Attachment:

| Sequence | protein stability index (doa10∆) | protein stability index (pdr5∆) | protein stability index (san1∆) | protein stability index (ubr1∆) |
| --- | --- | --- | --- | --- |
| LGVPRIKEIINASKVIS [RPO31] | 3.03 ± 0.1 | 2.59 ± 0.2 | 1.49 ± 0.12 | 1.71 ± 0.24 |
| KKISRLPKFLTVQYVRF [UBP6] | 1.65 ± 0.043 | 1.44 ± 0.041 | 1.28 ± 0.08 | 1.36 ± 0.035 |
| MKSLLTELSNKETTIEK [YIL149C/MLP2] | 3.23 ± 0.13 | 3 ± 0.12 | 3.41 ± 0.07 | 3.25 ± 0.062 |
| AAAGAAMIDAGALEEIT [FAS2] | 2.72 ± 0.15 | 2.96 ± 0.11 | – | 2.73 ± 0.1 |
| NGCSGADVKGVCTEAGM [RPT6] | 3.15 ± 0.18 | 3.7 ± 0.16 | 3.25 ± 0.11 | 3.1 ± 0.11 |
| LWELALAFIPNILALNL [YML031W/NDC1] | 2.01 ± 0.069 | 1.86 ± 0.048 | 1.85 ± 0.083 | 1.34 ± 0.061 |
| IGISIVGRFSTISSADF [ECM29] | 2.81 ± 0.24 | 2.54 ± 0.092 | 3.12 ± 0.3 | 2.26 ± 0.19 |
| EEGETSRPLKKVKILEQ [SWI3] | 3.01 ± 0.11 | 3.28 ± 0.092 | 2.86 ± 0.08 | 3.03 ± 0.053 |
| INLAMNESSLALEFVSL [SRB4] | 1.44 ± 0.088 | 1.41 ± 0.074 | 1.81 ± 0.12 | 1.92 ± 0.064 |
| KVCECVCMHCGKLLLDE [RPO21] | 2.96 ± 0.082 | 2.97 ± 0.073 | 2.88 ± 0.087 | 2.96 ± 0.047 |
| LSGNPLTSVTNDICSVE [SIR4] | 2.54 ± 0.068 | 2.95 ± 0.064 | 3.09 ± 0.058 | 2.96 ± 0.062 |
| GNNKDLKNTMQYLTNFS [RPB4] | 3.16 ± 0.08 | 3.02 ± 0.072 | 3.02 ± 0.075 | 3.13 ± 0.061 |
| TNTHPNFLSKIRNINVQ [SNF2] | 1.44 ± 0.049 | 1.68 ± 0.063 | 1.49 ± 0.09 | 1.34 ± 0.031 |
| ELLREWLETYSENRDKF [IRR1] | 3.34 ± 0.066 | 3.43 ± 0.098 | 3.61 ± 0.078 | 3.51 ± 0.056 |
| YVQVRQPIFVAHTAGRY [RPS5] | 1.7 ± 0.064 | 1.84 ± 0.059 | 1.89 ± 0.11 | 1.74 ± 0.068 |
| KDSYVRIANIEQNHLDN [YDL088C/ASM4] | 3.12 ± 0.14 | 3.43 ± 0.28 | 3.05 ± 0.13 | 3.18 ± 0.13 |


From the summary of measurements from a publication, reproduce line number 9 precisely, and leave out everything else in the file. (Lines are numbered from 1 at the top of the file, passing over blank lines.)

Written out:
| IGISIVGRFSTISSADF [ECM29] | 2.81 ± 0.24 | 2.54 ± 0.092 | 3.12 ± 0.3 | 2.26 ± 0.19 |